Americans now have a way to offset the cost of their internet service thanks to the Federal Communications Communication’s Emergency Broadband Benefit Program that is part of the $900 billion COVID relief package signed by former President Donald Trump in December.

Under the relief package, a total of $3.2 billion was provided to the FCC for the Emergency Broadband Benefit Program to ensure that Americans in all states have access to affordable internet as schools turned virtual due to the coronavirus pandemic.

“Families in every corner of the country have been struggling to get online throughout this pandemic,” FCC Acting Chairwoman Jessica Rosenworcel said in a statement. “For those families, we now say help is around the corner.

“In less than two weeks, we will have a new way for disconnected Americans to access the internet to carry out their day-to-day life, so they can reach the virtual classroom, take advantage of telehealth, and seek new employment opportunities,” she added.

Under the program, eligible households will be able to apply to receive up to $50 a month off their internet bill from an approved broadband provider, which includes more than 800 companies such as AT&T, Comcast, T-Mobile, and Verizon. Households located on Tribal lands may be eligible for up to $75 a month.

 

 

The program also provides qualifying consumers a one-time discount of up to $100 per household on a computer or tablet.

The FCC will start taking applications Wednesday. To apply, consumers can enroll by visiting https://getemergencybroadband.org.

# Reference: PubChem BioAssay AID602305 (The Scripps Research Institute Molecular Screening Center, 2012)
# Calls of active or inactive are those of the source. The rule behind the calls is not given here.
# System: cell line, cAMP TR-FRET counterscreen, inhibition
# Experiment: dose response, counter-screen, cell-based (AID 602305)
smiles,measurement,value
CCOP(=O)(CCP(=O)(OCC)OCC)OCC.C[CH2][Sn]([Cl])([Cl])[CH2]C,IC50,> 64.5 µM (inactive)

According to the FCC, the program is offered to those who are currently participating in an existing low-income or pandemic relief program provided by a broadband provider or Lifeline subscriber. It's also available for those on Medicaid, receive SNAP benefits, or have children on a free or reduced school lunch program or a Pell grant, for example.

The FCC said that it will continue to dole out funds through the Emergency Broadband Benefit Program until it runs out of money or six months after the Department of Health and Human Services says that the COVID pandemic has ended.

The world-famous computer engineer said discrimination was being further fuelled as many women could not get access to the internet The world-famous computer engineer said discrimination was being further fuelled as many women could not get access to the internet Photo: AFP / Kirill KUDRYAVTSEV